Jorge Odon, a car mechanic from Argentina, has invented a new low-cost birthing device that may transform modern assisted vaginal delivery. Despite having no experience in the field of obstetrics, Mr. Odon used his passion for invention to build upon a party trick, which allows one to remove a cork from a wine bottle without damaging the bottle, and create a device that may reduce newborn infection acquired during childbirth. Mr. Odon, a father of five, observed the remarkably medieval use of forceps and vacuum extractors, both of which can cause bruising and/or scabbing when used on the infant, and began to create a prototype for a more contemporary device that he hoped would revolutionize modern-day vaginal delivery.
At the 65th World Health Assembly, Dr. Margaret Chan, the World Health Organization General Director, said that the Odon device “offers a low-cost simplified way to deliver babies, and protect mothers, when labour is prolonged. It promises to transfer life-saving capacity to rural health posts, which almost never have the facilities and staff to perform a C-section”.1
History of Birthing Devices
Despite modern medical advancements, many obstetricians still use birthing instruments that have seen little improvement from their initial development. The two most common birthing instruments still used today are forceps and the vacuum extractor. The Chamberlen family invented forceps in the 16th century, and their invention grew increasingly popular within the Victorian era.2 Forceps are still in use today and have not changed drastically since first being introduced.
Another common birthing instrument is the vacuum extractor. First manufactured in 1838 by James Young Simpson, the vacuum extractor did not become a viable replacement for forceps until the 1950s.2 Unlike forceps, new developments in materials have improved the device. However, the vacuum extractor can still cause scabbing along the infant’s head and has not proved an adequate substitute for forceps.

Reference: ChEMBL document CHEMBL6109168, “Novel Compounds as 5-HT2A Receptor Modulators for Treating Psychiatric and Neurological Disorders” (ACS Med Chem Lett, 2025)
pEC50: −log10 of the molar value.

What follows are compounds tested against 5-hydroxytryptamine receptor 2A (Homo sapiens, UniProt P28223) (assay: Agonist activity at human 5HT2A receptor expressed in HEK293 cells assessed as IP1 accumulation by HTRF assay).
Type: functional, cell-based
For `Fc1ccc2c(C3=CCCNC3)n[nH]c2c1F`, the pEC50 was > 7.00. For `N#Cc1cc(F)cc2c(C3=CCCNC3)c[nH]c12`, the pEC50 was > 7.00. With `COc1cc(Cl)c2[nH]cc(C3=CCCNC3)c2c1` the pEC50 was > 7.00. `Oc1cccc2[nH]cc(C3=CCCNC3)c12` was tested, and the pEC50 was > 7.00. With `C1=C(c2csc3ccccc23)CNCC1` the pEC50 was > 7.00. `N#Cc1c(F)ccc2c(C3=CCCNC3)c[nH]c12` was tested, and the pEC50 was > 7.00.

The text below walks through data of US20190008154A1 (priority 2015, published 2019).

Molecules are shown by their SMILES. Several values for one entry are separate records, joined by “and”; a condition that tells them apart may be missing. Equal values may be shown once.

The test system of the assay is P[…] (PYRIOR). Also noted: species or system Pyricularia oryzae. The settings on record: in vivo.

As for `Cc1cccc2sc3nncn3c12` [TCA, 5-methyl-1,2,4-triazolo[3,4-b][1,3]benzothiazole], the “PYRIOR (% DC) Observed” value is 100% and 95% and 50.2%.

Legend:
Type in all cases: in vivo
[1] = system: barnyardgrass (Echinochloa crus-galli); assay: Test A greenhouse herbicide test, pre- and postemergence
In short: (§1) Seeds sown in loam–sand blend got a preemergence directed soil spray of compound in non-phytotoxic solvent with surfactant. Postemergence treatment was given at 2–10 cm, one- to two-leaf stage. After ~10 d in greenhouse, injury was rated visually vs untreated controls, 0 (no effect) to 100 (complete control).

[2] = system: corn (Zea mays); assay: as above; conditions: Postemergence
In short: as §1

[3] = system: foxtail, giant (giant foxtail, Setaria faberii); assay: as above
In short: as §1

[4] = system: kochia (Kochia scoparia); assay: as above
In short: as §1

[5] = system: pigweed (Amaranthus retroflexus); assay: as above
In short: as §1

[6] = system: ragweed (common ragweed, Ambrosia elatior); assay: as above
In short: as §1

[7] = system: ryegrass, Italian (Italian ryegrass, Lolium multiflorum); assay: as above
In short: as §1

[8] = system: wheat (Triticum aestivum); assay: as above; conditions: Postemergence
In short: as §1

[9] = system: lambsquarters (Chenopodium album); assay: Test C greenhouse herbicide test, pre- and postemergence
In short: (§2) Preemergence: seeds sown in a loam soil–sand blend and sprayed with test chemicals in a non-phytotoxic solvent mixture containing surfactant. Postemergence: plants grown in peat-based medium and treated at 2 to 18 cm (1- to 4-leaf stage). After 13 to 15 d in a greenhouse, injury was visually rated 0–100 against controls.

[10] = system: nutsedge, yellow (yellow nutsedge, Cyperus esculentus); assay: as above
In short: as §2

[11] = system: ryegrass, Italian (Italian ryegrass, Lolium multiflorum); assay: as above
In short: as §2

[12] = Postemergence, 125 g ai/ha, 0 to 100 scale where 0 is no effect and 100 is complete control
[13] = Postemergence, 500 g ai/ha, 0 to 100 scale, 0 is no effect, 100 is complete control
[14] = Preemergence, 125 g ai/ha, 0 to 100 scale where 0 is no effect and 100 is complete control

How the Odon Device Works
Firstly, a double layer of plastic lining is inserted into the mother’s birthing canal and is wrapped around the infant’s head. A soft plastic bell, which perfectly adapts to the fetal head and prevents damage, is inserted along with the bag. A minimal and self-limited amount of air is then pumped into the bag, which inflates a chamber and causes the bag to gently grip the infant’s head. Given that the infant does not breathe through the nose until birth, there is no obstruction to the flow of oxygen. Once the bag is in place, the inserter is removed. Finally, the infant is pulled through the birthing canal, limiting the chance of bleeding or complications.2
Advantages and Development
The Odon device will hopefully reduce the amount of Caesarean sections, as well as reduce the risk of mother-to-infant disease transference, including HIV. The device is also incredibly easy to use and can be operated by a midwife without a doctor present.
The World Health Organization has designed a study that seeks to “determine if the Odon Device is feasible, safe and efficient for delivering babies during the prolonged second stage of labour.”3 The study is designed to test the device over two phases, both of which will observe the device in varying scenarios.
· Phase one has already been implemented in health care centers in Argentina and South Africa: the device will be used on one hundred women with uncomplicated normal deliveries.
· The device will then be placed into phase two of research, where sixty women suffering from a prolonged second stage of labor will have an assisted vaginal birth with the use of the Odon Device.
The World Health Organization is confident the device will revolutionize assisted birthing and reduce newborn infections worldwide.
1. Venema, Vibeke. “Odon Childbirth Device: Car Mechanic Uncorks a Revolution.” BBC News. BBC, 12 Mar. 2013. Web. 10 Jan. 2014.
2. Chan, Margaret, Dr. “A New, Simple, Low Cost Instrument for Assisted Vaginal Delivery.” Odón Device. World Health Organization, 21 May 2012. Web. 08 Jan. 2014.
3. “Research & Development.” Odón Device. World Health Organization,Web. 13 Jan. 2014.
Last updated 16 August 2016.